However, the fact that he did become as hateful as he did proves that there was a level of evil there to begin with, and it just had to be brought out. Chillingworth is without a doubt the most evil of the characters in the book, as the majority of his actions are made out of vengeance and hate. He saw a sin enacted against him, and instead of letting it go, or growing because of it, he lets himself become such an evil person, that it is subtly implied that he is the devil himself. He prevents the happiness of many, and directly leads to a man’s death. The actions of this man are certainly
This aspect of Satan serves as the final stage in a reader’s transition from viewing Satan as the brave leader of a just cause, to viewing him as a lowly coward. Thus, when the character of Satan is traced through its evolution of Paradise Lost, the reason behind the order of development can be seen. Milton’s desire to create a strong hatred of Satan is achieved best by highlighting Satan’s good points first. Then, when Satan’s real character begins to emerge, the reader is appalled at the actions of their “hero”, causing them to dislike him more than had he originally been a bad character. The reader’s distaste for Satan is strengthened by Satan’s shift in motives.
Maybe a wrong was done to him that went unjust, and this story is just his fantasy of getting revenge on that person. Could it be that Poe wrote this story as a kind of statement telling of a scenario of unkempt emotions and tempers? Who knows? The fact remains, whatever the case maybe behind the writing of this story there is no doubt that it is a dark and very disturbing tale.
A fiend!" (p. 158) Hester also says that she pities him, "...for the hatred that has transformed a wise and just man to a fiend." (p. 159) Each of them recognize that Roger's life centered around hatred and revenge have made him like the devil. The symbol working in Roger, living to destroy, shows that tearing down another person causes as much damage to one's own life. Roger is the symbol of a life consumed by desire for revenge.
This quote here explains Rousseau, the pioneer in this line of thought, as it explains how he was created good and well, but all the bad events that happened to him such as being cast out by Felix or being shot after saving a girl had corrupted him and made him evil. This series of events leading to the aforementioned misery made the monster commit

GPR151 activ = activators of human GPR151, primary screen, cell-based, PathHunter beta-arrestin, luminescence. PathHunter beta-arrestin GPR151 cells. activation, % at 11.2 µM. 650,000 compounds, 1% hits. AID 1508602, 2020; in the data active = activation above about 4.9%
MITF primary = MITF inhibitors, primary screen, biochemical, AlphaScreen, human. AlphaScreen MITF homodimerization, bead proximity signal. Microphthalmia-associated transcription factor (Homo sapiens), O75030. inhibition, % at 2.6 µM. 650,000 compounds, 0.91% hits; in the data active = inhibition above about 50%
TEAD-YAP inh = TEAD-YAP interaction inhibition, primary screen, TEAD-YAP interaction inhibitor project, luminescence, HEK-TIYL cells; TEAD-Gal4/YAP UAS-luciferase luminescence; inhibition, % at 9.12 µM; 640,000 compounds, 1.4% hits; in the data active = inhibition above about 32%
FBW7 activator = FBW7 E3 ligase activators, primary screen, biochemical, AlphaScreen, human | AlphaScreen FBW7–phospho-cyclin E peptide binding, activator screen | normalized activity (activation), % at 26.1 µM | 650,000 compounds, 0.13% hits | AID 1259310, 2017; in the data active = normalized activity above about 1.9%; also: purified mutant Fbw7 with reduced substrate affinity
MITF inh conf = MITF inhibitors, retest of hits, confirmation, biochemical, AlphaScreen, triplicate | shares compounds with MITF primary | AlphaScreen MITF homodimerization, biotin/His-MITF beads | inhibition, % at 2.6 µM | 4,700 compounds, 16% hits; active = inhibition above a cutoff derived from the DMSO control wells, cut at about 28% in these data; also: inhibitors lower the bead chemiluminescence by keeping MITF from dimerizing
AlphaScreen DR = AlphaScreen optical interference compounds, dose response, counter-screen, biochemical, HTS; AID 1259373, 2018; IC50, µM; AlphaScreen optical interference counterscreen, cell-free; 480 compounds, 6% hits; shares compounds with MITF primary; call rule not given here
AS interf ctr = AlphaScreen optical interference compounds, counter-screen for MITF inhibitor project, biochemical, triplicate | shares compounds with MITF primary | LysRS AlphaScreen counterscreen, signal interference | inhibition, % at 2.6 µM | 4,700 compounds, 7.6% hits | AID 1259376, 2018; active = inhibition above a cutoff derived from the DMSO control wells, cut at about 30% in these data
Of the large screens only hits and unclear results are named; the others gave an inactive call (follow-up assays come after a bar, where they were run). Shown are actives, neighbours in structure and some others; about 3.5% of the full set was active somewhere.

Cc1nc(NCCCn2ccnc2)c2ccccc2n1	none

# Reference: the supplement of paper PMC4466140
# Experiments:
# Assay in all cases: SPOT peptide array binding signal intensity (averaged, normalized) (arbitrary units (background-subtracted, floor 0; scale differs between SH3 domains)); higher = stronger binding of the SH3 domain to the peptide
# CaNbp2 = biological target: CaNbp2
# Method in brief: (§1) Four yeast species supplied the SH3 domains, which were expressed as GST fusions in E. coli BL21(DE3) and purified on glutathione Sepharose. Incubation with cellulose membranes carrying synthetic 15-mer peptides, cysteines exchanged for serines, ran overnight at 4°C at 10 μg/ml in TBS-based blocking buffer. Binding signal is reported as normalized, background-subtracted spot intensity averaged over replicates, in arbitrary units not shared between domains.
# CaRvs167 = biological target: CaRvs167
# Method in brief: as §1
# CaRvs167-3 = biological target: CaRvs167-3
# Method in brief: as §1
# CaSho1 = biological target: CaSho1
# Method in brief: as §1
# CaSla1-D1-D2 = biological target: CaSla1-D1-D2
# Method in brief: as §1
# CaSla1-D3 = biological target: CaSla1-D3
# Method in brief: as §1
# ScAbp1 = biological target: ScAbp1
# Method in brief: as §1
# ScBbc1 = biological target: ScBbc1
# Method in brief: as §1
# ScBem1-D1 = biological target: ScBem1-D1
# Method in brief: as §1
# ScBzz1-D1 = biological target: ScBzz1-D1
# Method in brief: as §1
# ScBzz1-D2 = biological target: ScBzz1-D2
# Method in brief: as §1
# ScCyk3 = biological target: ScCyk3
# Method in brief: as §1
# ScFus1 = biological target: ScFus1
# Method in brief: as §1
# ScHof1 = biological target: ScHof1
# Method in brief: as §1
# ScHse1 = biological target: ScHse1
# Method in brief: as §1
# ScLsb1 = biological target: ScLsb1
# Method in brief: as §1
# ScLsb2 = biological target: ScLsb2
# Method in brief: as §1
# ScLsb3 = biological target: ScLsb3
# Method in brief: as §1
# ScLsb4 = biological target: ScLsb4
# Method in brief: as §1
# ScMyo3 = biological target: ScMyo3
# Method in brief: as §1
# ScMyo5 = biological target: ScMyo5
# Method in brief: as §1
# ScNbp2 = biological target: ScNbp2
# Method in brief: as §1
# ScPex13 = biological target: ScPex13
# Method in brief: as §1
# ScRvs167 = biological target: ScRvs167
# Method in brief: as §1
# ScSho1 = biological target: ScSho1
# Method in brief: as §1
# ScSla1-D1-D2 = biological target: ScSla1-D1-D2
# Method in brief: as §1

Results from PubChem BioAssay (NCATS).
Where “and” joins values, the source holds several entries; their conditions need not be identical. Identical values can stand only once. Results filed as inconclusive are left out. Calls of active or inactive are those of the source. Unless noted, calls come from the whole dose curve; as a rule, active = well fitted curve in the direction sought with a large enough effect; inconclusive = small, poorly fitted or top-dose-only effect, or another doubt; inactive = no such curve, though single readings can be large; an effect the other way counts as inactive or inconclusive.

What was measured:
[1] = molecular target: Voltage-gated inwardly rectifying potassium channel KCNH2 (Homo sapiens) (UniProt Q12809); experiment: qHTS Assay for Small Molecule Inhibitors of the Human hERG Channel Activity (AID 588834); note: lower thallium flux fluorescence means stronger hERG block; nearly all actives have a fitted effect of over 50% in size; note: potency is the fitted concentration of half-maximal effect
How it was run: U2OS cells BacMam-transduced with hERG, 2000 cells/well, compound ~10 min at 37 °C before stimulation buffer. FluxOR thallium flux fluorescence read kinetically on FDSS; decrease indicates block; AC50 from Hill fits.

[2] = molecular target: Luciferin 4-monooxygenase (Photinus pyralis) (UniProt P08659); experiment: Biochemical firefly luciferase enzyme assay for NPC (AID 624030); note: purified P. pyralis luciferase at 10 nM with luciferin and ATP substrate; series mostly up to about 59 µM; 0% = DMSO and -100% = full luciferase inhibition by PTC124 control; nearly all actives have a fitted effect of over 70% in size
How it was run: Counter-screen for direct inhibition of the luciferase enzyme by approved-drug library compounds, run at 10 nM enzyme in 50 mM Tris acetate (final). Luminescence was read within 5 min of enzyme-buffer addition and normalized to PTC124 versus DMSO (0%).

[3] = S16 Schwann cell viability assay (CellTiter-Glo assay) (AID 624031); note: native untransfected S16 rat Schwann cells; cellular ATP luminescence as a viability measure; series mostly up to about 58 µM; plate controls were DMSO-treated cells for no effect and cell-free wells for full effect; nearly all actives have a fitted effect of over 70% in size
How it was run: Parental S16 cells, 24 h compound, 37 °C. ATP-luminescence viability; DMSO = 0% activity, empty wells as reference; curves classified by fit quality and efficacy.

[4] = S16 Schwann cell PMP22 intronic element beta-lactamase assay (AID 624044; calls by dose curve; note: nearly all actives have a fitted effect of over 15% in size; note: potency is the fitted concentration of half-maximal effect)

His downfall is not out of depravity or vice but it is out of natural errors in his personality. He will pay for his own flaws. The tragic downfall of our hero is in his real identity as the son of Laius and Jocasta. He will be the killer of his father and the husband of his real mother. As Tressias told him "no man will know worse suffering than you", and then Jocasta called him the "man of agony."
Their sin becomes the only thing these men think about, consuming them to the point that nothing else is important, and eventually takes their lives. For Dimmesdale, his guilty conscience and self-abuse are the causes of his untimely death. For Chillingworth, his obsessive revenge becomes permanently engraved into his being and when the cause for his vengeance dies he dies soon afterward. Dimmesdale and Chillingworth are both wretched sinners with transgressions that have different effects - physically, emotionally, and mentally. It is obvious that both men are affected drastically by their wrongdoings and in the end pay with their lives.
There is speculation throughout the novel of Justice being a figment of Zits imagination. As though he is an evil figment in Zits head. Evoking revenge and hate Zits is met with harsh reality. Justice becomes this figure in his life telling him to act on vengeance from his hatred. Because of this Zits feels justified -no pun intended- to commit atrocity.
He wanted revenge so bad and he could not think about anything else until he got what he was looking for. "A quiet depth of malice, hitherto latent, but active now...which led him to imagine a more intimate revenge than any mortal had ever wreaked upon an enemy." (Hawthorne 128) Dimmesdale feels extremely guilty so he punishes himself by going long periods of time without eating or sleeping. He also whips himself on the back causing cuts and bleeding. Dimmesdale is so overcome by his guilt and sin that he tries to hurt himself for everything he has done.
Othello represented these traits through character, Iago, as he reveals his true nature of evil by diminishing people lives and becoming the downfall of many people around him. “Hell and night/ Must bring this monstrous birth to the world’s light” (I, iii, 394-396). Though Iago may not have a purpose of participating in many of his act of evil, he presents it as a self-obsessed driven supremacy. He plots to destroy Othello and to gain dominance by observing each weakness from Othello, and takes advantage of it. He uses his aid of human nature to help with his evil schemes and plots throughout the play.